Friday, March 04, 2011

Worst Neighbor Ever (Charles Crocker and the Spite Fence)

We've been fortunate.  For the most part, we've had really great neighbors.  The ones to our right and left have always been pretty good.  There is a rental behind us that has had a string of both good and bad tenants, but none has been as awful as the robber baron Charles Crocker.

(Charles Crocker)

The other day, I was looking at the stats for this blog and I noticed that the post on Eadweard Muybridge has been the most viewed so far, which is understandable from my perspective since he's such an interesting fellow.  But in my readings on his photography, there was something I stumbled upon, somewhat related to Muybridge, that I thought I'd mention today.

(Hopkins Mansion under construction behind the Stanford Mansion)

In 1877 and 1878, Muybridge was able to take a series of photos from the top of Mark Hopkins' uncompleted mansion on Nob Hill in San Francisco.  Using mammoth-sized large format photography, Muybridge captured a 360° panorama of San Francisco on 13 plates.  Each exposure took somewhere between 15 and 20 minutes which meant that he spent the day photographing from about 11 am to 4 pm.

(Muybridge's Panoramic Images)

The prints are each about 20-5/8" tall and placed together form a panorama of over 17 feet in length.  I just love looking at these images.  If you haven't seen them, you can take a look at them HERE.  Or to get a really good feel for the full 360 feel, you can see a QuickTime Panorama HERE.

(The later complete Hopkin's Mansion)

There is so much to see in the photos, but prominent in it all are the mansions of the "Big Four" atop Nob Hill.  It had become fashionable for these tycoons to buy an entire block of houses to then level upon which would be built new mansions as architectural monuments of their wealth.  Many of the former homeowners sold for tidy profits with the last of the holdouts typically doing even better.  For example, when James Flood was acquiring his block, he ended up paying $25,000 for the final property.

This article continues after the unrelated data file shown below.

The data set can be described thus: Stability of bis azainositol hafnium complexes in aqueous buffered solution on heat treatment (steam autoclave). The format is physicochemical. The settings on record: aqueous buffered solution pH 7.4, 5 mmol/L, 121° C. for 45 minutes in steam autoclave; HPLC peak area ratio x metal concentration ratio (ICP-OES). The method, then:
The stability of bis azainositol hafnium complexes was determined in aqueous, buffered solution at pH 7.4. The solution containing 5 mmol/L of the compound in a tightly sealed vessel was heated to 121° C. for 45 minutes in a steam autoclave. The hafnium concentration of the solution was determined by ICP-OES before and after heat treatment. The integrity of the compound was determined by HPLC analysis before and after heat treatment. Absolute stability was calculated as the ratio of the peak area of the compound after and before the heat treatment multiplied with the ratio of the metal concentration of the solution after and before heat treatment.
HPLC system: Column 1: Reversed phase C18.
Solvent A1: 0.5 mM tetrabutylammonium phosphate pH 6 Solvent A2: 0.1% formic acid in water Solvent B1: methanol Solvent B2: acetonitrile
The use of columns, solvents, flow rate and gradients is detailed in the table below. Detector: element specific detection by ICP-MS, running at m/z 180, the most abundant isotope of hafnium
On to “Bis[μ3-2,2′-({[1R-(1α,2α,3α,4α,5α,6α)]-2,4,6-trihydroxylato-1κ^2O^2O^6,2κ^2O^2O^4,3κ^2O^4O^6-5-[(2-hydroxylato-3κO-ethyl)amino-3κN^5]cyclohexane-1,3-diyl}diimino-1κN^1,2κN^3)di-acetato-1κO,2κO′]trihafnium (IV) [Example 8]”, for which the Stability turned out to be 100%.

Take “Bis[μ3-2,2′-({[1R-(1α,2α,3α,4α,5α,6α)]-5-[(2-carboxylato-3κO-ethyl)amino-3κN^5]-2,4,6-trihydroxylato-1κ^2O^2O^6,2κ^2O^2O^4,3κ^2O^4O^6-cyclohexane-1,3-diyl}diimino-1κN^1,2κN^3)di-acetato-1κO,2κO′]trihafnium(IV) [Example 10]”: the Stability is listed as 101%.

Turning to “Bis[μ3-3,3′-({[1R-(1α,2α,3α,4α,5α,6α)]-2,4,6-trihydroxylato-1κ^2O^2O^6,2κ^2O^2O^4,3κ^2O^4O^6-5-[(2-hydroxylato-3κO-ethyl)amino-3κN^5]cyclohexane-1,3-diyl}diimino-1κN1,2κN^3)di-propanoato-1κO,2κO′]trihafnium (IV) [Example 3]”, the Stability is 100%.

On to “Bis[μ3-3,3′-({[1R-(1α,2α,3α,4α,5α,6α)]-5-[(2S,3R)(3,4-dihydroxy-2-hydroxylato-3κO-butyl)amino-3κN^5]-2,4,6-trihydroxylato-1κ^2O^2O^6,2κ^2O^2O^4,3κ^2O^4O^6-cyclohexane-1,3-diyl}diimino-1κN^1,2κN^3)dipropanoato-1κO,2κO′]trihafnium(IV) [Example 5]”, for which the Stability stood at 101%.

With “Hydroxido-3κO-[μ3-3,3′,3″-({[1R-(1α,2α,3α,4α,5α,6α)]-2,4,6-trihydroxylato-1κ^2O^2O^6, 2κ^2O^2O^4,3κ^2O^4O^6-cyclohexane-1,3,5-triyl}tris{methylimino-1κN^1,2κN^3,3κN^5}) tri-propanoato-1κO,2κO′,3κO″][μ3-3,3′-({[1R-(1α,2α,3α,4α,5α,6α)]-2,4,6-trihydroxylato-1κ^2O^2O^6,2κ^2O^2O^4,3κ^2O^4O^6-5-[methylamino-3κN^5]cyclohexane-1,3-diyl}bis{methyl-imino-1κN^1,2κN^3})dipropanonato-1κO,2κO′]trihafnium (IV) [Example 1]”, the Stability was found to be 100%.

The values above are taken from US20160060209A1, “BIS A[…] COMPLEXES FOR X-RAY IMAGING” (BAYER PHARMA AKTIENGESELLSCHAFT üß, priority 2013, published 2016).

(Crocker's Mansion Plans)

Charles Crocker, eager to match his rivals, began buying properties on his desired block and even before he had finished purchasing all the properties, his construction crews went to work building his palace.  One after another sold to Crocker.  All but one.  You see, Crocker, unlike his wealthy associates was unwilling to pay inflationary prices.  So when when it came time to purchase the final property on his desired block, owned by a German undertaker named Nicholas Yung, Crocker only offered him $6,000 for the home.  Yung, believing his home was worth more refused to sell and set his price at $12,000.

(Eventual Crocker Mansion)

Crocker became indignant towards Yung for setting his own asking price and made all manner of threats against the man, but Yung remained stedfast and refused to sell for less.  Crocker then ordered all the property on his block be graded lower, leaving Yung's home floating on a rectangular dirt pedestal.  Yung refused to sell for less than his asking price.  Crocker then threatened to build a fence around Yung's property, but Yung wouldn't compromise, so in 1876, Crocker made good on his threat and at the cost of $3,000, built a 40-foot high walled fence around the three sides of the Yung property that Crocker owned, effectively cutting off nearly all sunlight and air flow to the residence.  The fence was so high, giant braces were erected to keep the fence from blowing over.  The Yungs had to light candles in the daytime, all their plants died, and the house acquired a damp and gloomy feel.  Still Nicholas Yung refused to lower his price.